Central Peninsula General Hospital's nine-month search for a chief financial officer ended at Thursday's hospital board meeting when Soldotna resident Edward Burke was named to the position.
Following Mike Gutsch's resignation last November, the hospital conducted a nationwide search that produced more than 50 candidates. Burke rose to the top of the list with more than 16 years experience in health care and hospital finance.
"We are very pleased to have someone with Mr. Burke's experience and qualifications come aboard," said CPGH secretary and treasurer Loretta Flanders. "His experience will be a great asset to the hospital and community."
Burke was the director of finance and operations for two years at HCI International Medical, an American-owned hospital complex in Glasgow, Scotland, and he served for four years as CFO and administrator at Hemet Valley Medical Center in Hemet, Calif. He also spent two years at New York Hospital-Cornell University Medical Center in New York as vice president of finance.
He spent the past six years, however, living in Soldotna as president of the start-up Tundra Communications, a wireless telecommunications firm providing turnkey engineering and installation of land line networks, cellular systems, satellite Earth stations and communications towers.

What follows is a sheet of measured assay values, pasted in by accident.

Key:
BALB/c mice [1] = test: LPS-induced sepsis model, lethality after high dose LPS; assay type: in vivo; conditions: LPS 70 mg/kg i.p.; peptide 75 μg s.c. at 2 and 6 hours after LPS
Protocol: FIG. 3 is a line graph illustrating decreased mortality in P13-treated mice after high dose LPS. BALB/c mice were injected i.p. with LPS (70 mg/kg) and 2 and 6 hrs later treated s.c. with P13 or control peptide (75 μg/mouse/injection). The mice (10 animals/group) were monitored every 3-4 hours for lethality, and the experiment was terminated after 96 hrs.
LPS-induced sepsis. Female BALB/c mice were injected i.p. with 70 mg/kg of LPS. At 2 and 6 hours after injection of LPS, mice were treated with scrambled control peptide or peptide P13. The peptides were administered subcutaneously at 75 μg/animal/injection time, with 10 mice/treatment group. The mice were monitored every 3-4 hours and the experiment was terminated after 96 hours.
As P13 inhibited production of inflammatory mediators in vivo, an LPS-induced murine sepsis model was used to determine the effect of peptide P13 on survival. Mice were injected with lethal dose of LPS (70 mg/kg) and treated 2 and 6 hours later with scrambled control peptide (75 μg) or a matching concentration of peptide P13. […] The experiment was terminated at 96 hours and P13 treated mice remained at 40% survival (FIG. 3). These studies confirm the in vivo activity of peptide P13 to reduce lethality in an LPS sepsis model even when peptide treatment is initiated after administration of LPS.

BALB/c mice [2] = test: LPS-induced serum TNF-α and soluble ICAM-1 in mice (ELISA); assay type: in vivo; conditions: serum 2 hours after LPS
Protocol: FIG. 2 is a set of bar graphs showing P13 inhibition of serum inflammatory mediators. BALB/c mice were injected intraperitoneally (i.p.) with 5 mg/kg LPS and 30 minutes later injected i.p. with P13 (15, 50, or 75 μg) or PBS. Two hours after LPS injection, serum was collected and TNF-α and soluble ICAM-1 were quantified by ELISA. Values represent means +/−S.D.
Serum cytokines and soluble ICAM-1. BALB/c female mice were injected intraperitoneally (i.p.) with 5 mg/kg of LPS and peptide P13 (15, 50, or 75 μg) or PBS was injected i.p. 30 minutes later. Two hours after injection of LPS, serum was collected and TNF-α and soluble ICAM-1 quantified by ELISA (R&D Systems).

Burke said he has relinquished control of the company to his brother Patrick, who will take over as chief executive officer from Anchorage.
Burke said he moved to Alaska after visiting his brother and decided to remain in Soldotna and do "more with less," taking time out from a financial career. He said he enjoyed experimenting with new frontiers and appreciated America's last frontier.
But opportunity created an avenue for him to have the best of both worlds.
"I moved here as a lifestyle choice," he said of his 1996 move from Scotland and from a health care finance career. "Telecommunications was a second career. Now, I have my first career and the place where I want to live. It's a perfect fit."
Burke begins today, just in time to take the helm of a newly approved 2003 CPGH budget and to help gain some ground on struggling collections procedures in need of outside assistance.
But he said he is undaunted by the challenges that await him guiding CPGH's finances.
"Things here are no different than any other place I've seen," he said. "Collections are always a problem and budgets are always tight."
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